Article 92 of the Italian constitution establishes that the state president nominates the prime minister "and following the indications" of the prime minister, he also nominates the cabinet ministers. Mattarella told Italians on TV that the nomination of the economics minister could prompt "alarm or reassurance on the markets", adding: "The uncertainty over our position within the euro has alarmed Italian and foreign investors who have invested in securities and companies."

Until Mattarella said that, the "markets" had been relatively stable. By blocking the formation of the government, he unleashed the very speculation he had intended to avoid. This was a capolavoro - an even more spectacular own goal than the one scored the previous night by the hapless Liverpool goalkeeper, Loris Karius, in the Champions League final.

All of a sudden we were looking at an immediate general election re-run in which the main campaign issue would have been Italian sovereignty. Who elects an Italian government? Il Popolo or EU bankers? Or other populist slogans to that effect in what would have become an Italian Brexit. The EU's Budget Commissioner, German Gunther Ottinger, hardly helped when he expressed the hope midweek that "developments on bond markets, the market value of banks" would encourage the Italian electorate in such an election "not to hand populists on the right and left any responsibility in government". So, the bond markets should decide the government, should they?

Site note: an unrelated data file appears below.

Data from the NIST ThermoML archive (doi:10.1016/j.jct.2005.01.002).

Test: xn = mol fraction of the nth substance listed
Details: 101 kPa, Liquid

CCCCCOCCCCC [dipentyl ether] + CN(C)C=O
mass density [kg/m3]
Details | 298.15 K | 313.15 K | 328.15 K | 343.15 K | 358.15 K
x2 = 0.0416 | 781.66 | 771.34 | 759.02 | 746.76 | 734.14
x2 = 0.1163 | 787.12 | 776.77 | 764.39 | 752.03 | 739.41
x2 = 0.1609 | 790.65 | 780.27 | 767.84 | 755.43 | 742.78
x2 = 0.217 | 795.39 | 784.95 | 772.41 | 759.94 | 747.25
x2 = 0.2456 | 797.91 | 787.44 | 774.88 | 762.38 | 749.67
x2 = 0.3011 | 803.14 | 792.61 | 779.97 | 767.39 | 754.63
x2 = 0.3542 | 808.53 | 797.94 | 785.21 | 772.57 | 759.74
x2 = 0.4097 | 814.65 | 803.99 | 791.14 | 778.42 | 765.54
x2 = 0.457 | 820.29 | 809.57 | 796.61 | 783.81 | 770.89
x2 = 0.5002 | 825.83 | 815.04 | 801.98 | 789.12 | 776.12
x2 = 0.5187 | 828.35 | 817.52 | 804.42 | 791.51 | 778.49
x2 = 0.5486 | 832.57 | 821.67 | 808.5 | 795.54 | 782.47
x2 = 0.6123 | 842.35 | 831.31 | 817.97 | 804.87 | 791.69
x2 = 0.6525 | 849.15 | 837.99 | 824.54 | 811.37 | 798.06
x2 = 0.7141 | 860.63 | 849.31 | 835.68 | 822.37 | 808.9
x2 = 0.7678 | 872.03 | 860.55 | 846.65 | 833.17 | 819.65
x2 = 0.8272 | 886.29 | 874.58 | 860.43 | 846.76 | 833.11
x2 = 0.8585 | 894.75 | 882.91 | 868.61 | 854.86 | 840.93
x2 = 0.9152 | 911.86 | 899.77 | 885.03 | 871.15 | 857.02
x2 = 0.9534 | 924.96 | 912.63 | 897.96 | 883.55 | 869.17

By the end of the week, the terrifying prospect of such an election in the white hot heat of the Italian summer had calmed many minds. By last Friday afternoon, the Ital-exit fears were over. We were back to where we had been a week previously with the new government, led by non-elected academic Giuseppe Conte, being sworn in.

And there, too, hangs a tale. Conte is the fifth consecutive non-elected Italian prime minister, following in the shoes of Messers Monti, Letta, Renzi and Gentiloni. The last elected Italian prime minister was Silvio Berlusconi in 2011. Sounds like a healthy democracy?

Furthermore, the relatively unknown Conte is there because Messers Di Maio and Salvini both wanted to be prime minister. Their solution to their contrasting ambitions was to appoint a third party. It remains to be seen just how this academic with no political power base of his own will manage to hold together his motley crew of one-time, anti-establishment protesters. The men in the dark suits may still have reason to worry.

Sunday Independent